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Women With Metastatic Breast Cancer Report “Catastrophic” Financial Effects

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The costs of breast cancer treatment and follow-up care can be a financial strain for a number of people and their families, even with health insurance. Besides the cost of the treatment itself, you also may be facing extra expenses for travelling to and from a treatment center, child care while you’re having treatment, or lower income because you have to take time off from work.

This is especially true for people diagnosed with metastatic disease because they will be in treatment for the rest of their lives.

A national survey of more than 1,000 women diagnosed with metastatic breast cancer found that 35% had no insurance, and nearly 70% said they were worried about financial problems because of cancer.

The research was presented on Sept. 29, 2018, at the American Society of Clinical Oncology’s Quality Care Symposium. Read the abstract of “Cancer-related financial burden among patients with metastatic breast cancer.”

Nearly one-third who answered the survey had no insurance

To do the study, researchers at the University of North Carolina-Chapel Hill Lineberger Comprehensive Cancer Center partnered with the Metastatic Breast Cancer Network to survey women diagnosed with metastatic disease. The women were offered a $10 Amazon gift card to complete an online questionnaire about their background and the financial burden of treatment.

More than 1,510 women from 41 states responded; 35% of the women had no health insurance.

Compared to women with insurance, uninsured women were more likely to:

  • not pay non-medical bills
  • stop working after being diagnosed
  • be contacted by a collections agency

Overall, nearly 70% of the women said they were worried about having financial problems because they had been diagnosed with cancer.

Insured women are more likely to be stressed about finances

Women with health insurance were more likely than uninsured women to be worried or stressed about finances, said they were caught off-guard by the amount of out-of-pocket expenses they had to pay, and distressed because they didn’t know what their cancer care would cost.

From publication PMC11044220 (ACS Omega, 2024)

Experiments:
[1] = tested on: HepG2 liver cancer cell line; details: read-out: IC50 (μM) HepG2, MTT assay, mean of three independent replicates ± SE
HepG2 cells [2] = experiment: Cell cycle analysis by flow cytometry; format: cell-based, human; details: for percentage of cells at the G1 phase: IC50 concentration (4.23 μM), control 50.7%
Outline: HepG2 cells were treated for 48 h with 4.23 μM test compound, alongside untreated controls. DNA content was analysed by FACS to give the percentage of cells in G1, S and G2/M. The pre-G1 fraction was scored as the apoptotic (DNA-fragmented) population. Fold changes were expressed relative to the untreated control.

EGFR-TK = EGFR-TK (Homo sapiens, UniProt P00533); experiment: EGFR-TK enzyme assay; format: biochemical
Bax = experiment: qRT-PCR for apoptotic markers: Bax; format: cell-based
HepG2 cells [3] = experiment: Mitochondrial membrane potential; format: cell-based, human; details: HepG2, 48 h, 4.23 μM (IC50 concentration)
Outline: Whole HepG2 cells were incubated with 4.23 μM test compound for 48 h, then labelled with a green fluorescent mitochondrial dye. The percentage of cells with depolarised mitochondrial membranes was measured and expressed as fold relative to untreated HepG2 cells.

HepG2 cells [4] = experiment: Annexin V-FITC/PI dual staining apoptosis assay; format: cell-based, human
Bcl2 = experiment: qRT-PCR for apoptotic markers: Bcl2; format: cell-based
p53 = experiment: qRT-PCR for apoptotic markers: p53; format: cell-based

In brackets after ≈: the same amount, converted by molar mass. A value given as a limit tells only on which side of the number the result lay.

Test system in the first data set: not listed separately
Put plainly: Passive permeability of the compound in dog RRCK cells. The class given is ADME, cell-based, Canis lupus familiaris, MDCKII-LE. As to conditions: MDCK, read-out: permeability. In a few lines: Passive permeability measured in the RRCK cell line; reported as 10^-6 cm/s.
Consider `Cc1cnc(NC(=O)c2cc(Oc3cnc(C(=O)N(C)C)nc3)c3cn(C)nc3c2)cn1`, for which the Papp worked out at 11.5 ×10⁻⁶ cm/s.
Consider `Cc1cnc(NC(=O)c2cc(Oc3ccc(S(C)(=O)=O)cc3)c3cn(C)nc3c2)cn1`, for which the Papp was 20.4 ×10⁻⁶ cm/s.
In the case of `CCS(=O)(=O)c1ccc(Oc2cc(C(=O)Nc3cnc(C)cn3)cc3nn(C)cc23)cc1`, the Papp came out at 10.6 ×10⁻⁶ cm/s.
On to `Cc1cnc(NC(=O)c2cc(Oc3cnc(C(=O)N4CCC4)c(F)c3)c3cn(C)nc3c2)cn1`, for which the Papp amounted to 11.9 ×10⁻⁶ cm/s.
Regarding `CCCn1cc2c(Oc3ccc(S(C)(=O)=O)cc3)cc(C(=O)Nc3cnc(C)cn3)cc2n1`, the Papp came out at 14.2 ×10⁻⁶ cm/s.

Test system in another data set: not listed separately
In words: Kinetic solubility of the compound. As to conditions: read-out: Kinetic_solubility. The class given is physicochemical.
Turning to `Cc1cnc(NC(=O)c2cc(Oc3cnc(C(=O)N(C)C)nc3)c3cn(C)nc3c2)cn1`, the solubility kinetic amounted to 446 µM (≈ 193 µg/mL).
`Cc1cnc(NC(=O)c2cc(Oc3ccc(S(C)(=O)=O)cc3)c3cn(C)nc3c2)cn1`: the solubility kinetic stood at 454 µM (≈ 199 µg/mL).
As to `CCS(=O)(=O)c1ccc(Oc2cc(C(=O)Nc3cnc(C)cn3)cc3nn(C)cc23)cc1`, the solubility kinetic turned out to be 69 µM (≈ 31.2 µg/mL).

"We were somewhat surprised to find that the uninsured/self-pay cancer patients who have the greatest material burden, in terms of inability to pay for medical and non-medical services, report lower overall distress and worry about their cancer costs relative to insured patients, although both groups report high levels of financial worry overall," said lead author Stephanie Wheeler, associate professor of public health at the University of North Carolina-Chapel Hill.

"This may reflect insured cancer patients being more caught off-guard by the high out-of-pocket cost of their cancer care if they expected that their insurance would more adequately cover expenses, when, ultimately, that was not the case," she added. "It could also be true that insured patients, who tend to have higher socioeconomic status, have more assets to lose to cancer than do uninsured patients, leading to greater worry about one's financial legacy and the effects of lost assets on the household."

The researchers said the results suggest health insurance is an important, but insufficient, protective factor against financial toxicity and that strategies to proactively identify and monitor multiple aspects of financial risk are needed to intervene appropriately.

According to Wheeler, the extent and severity of financial problems after being diagnosed with breast cancer reached unprecedented levels among women with metastatic disease.

"This is likely due to a few things that make metastatic patients unique: greater financial vulnerability at baseline, given the association between low socioeconomic status and advanced stage diagnosis, complex and rapidly changing treatments, and the added psychological burden of living with advanced disease," she said. "As such, providers should be especially attentive to the financial issues metastatic patients face and where possible, prioritize offering affordable and high-value treatments."

Financial resources are available

If the thought of paying for breast cancer treatment and follow-up care seems overwhelming, know that resources are available to help you. Don’t panic, and don’t skip any treatments or doctor’s visits.

Many doctors keep lists of organizations that offer financial assistance for breast cancer medicines and care, as well as local organizations that offer financial assistance for practical needs such as transportation, food, and child care. Many pharmaceutical companies have set up special funds to help pay for the cost of their medicines.

For much more information and links to resources, visit the Paying for Your Care pages.

Discuss your financial concerns with others in the Discussion Board forum Employment, Insurance, and Other Financial Issues.

Written by: Jamie DePolo, senior editor

Reviewed by: Brian Wojciechowski, M.D., medical adviser

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